The transport company argues the medical testimony as to future impairment of the earning capacity of the child Frank was speculative and conjectural and no sufficient foundation was laid for the impairment of the earning capacity of a three-year-old child. It is true the three-year-old child had no present earning capacity, but *240 the argument a child cannot recover for loss of future earnings for that reason was rejected in Allen v. Bonnar (1963), 22 Wis. 2d 221, 125 N.W.2d 570. As we stated in that case the inability to prove a current earning capacity of a three-year-old child would exclude most children from an award for damages. We are not inclined to reverse Allen v. Bonnar.

Evidence of loss of future earning capacity of a three-year-old child, of course, is more speculative and imprecise than proof can be of loss to a mature person who has a proved earning capacity. But that fact does not necessarily make the proof which would be speculative as to a mature person also speculative concerning a three-year-old child. Here, there was sufficient legal evidence to a medical certainty that Frank suffered permanent brain damage which so disturbed his behavior that it made him hyperactive and incapable of overcoming distractibility. The testimony of an economist established a measure of damages based on statistics of the average workingman. This proof showed the average workingman would earn $334,215 between the ages of eighteen and sixty-two. Because of the handicap suffered by Frank, the economist reduced his earning capacity by $135,000, which left a probable loss of earning of approximately $200,000. The jury awarded $75,000. The statistical method of the average workingman discounted for the particular handicaps suffered by the child is as precise and scientific a standard as can be used to determine damages for future loss of earnings of a child. It certainly is an equitable standard, and between accepting the standard and ruling the evidence is too speculative, we are inclined to stay with our previous view and approve the standard as not being speculative when the handicaps are supported by proper medical testimony.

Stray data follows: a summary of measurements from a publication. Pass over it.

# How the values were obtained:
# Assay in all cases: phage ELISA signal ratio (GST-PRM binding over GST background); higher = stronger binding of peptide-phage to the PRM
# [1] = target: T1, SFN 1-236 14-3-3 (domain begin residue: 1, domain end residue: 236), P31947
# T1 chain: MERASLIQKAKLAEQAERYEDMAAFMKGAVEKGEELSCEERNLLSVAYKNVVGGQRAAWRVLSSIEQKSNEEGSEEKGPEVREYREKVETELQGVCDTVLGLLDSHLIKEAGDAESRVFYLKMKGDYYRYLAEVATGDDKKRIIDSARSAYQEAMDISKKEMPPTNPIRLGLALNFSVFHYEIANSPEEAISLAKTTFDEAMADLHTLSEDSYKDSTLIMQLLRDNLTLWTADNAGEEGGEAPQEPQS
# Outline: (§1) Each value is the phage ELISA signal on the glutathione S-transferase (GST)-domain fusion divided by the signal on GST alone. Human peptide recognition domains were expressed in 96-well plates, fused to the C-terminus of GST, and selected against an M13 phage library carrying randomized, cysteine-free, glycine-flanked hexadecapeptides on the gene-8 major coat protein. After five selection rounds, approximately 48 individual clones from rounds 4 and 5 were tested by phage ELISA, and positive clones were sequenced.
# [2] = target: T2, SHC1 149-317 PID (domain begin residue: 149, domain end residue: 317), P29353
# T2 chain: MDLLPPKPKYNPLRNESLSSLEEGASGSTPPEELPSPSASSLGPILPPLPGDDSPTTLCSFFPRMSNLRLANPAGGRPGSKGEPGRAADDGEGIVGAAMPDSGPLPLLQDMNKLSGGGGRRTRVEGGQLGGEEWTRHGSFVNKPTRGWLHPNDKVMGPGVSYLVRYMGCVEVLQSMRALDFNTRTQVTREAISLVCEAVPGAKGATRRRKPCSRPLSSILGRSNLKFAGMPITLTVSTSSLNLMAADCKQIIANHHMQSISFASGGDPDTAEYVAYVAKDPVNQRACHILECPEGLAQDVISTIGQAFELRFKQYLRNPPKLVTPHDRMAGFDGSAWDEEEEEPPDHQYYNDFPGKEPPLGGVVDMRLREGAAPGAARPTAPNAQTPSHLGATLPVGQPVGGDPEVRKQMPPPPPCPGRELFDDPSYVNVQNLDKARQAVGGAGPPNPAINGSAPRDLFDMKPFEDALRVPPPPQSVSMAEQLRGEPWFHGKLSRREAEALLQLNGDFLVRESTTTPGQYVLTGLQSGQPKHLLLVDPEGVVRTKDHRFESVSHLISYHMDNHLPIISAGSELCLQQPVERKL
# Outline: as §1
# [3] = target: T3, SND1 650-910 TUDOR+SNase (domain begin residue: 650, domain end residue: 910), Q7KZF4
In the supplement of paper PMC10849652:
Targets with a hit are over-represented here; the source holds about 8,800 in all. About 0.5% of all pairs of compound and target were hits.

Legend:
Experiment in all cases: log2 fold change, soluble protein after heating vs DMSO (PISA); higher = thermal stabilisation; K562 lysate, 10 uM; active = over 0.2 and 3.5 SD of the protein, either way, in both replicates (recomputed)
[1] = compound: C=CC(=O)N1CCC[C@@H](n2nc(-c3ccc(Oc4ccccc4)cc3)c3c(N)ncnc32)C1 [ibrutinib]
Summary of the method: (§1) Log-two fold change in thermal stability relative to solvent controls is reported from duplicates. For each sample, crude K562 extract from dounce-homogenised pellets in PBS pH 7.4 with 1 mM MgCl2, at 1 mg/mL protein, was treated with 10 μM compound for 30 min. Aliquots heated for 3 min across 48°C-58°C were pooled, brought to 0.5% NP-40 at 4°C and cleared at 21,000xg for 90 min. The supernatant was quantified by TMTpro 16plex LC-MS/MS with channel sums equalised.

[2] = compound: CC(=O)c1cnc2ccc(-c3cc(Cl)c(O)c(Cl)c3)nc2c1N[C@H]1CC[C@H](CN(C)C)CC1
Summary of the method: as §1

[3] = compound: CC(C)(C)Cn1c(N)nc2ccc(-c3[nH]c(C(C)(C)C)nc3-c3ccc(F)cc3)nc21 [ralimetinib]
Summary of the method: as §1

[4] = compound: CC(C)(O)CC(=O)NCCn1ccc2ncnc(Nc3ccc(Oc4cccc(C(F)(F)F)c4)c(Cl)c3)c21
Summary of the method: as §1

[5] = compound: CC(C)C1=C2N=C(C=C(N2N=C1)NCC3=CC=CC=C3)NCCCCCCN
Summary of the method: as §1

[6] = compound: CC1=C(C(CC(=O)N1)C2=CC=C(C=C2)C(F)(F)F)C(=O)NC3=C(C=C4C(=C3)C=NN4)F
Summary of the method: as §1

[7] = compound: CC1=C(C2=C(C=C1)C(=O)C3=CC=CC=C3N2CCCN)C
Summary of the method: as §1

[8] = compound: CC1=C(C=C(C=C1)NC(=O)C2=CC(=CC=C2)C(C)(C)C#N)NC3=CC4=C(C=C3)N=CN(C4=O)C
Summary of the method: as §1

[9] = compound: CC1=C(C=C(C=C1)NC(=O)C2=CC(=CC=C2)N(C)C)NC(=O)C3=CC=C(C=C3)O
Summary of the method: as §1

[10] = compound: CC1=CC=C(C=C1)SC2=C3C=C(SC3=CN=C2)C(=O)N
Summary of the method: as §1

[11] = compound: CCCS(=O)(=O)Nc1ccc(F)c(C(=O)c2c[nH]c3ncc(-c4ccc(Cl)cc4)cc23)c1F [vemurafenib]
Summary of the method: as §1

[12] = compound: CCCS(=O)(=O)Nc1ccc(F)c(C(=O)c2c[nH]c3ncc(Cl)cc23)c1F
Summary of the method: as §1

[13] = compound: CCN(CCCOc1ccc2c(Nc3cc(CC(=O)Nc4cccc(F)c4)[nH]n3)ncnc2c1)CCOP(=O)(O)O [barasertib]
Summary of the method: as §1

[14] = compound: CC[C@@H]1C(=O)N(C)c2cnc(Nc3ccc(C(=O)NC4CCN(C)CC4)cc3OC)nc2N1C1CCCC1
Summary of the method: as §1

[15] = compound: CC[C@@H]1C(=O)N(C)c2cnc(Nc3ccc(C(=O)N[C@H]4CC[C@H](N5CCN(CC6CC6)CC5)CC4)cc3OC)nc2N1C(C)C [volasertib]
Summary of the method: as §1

*241 III. Mother's award for medical expenses.

Prior to the accident Frank's mother and father were divorced. The divorce decree ordered the father to make support payments for their five children. The record shows the father paid a total of $1,591 in support of the five children from September 26, 1962, to May 8, 1968. No payments were made after May 8th and a warrant was issued for the father's arrest for nonsupport. This accident occurred in November of 1963. Late in the spring of 1968, Frank's custody was transferred from his mother to the Milwaukee county department of public welfare for placement in the Lorenz Institute. Mrs. Buchelt never received any bills for medical treatment of Frank at Lorenz or at the Eau Claire Clinic at which he was treated, nor has she paid any money to the institute or clinic. The record is not clear who paid these expenses, whether the county or the federal government or both. However, the record does show the county of Milwaukee sought to intervene in this case at the trial level.

A. Real party in interest.

The transport company contends Frank's mother is not the real party in interest and the cause of action belongs either to Frank's father or to the governmental unit providing the services. If the expenses were paid under a federal program, the transport company argues only the United States has a right to recover on an independent cause of action under 42 USCA, sec. 2651. See United States v. Bartholomew (D. C. Okla. 1967), 266 Fed. Supp. 213; United States v. Wittrock (D. C. Pa. 1967), 268 Fed. Supp. 325; United States v. Greene (D. C. Ill. 1967), 266 Fed. Supp. 976; United States v. Guinn *242 (D. C. N. J. 1966), 259 Fed. Supp. 771. However, no such argument is made concerning Milwaukee county.

The issue thus presented is whether the father or the mother is the real party in interest to recover. It is quite clear the father has the primary duty to support his children and this duty does not cease merely because in a divorce action the custody is given to the mother, Schade v. Schade (1957), 274 Wis. 519, 80 N.W.2d 416, or because others have assumed that responsibility for him. State v. Freiberg (1967), 35 Wis. 2d 480, 151 N.W.2d 1. However, the mother has the obligation to support her child when the father has failed in whole or in part to do so. In her amended complaint, Mrs. Buchelt alleged that as Frank's mother she was obliged to furnish him with medical care. She testified she was able to feed and clothe her children properly. The testimony relating to the father's support over the eight-year period represents on an average about $1 per week for Frank. We do not think this is substantial enough to sustain the argument the father is the real party in interest. If a father, who has the duty of support, performs that duty, he should not be deprived of recovery because someone else has intervened, but the right to recovery depends not only upon the duty but also upon its substantial fulfillment. This court has looked behind the duty of support to see who actually did provide support for the purpose of awarding a child damages for wrongful death of his mother. See O'Leary v. Porter (1969), 42 Wis. 2d 491, 167 N.W.2d 193. It has been held where a mother actually supports her child, she is entitled to maintain an action for loss of services and expenses incurred as a result of injury to the child. Southwestern Gas & Electric Co. v. Denney (Ark. 1935), 82 S.W.2d 17. We think, on these facts, the mother is the real party in interest.